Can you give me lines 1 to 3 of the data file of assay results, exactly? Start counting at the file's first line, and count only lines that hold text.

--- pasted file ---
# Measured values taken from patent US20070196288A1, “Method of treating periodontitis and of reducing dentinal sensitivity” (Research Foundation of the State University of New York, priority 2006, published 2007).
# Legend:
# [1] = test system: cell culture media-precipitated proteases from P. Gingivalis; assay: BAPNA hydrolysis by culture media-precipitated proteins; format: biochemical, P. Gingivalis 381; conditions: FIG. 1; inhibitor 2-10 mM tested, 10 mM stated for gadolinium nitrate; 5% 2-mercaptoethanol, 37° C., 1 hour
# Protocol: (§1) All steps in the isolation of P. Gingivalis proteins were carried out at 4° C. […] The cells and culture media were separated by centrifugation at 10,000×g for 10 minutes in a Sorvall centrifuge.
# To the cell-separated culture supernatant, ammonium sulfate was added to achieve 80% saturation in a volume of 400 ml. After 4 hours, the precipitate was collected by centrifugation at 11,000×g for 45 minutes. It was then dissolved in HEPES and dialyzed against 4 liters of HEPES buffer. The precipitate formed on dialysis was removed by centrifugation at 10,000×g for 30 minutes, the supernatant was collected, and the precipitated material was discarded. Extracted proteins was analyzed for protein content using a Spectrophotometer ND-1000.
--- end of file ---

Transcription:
# Measured values taken from patent US20070196288A1, “Method of treating periodontitis and of reducing dentinal sensitivity” (Research Foundation of the State University of New York, priority 2006, published 2007).
# Legend:
# [1] = test system: cell culture media-precipitated proteases from P. Gingivalis; assay: BAPNA hydrolysis by culture media-precipitated proteins; format: biochemical, P. Gingivalis 381; conditions: FIG. 1; inhibitor 2-10 mM tested, 10 mM stated for gadolinium nitrate; 5% 2-mercaptoethanol, 37° C., 1 hour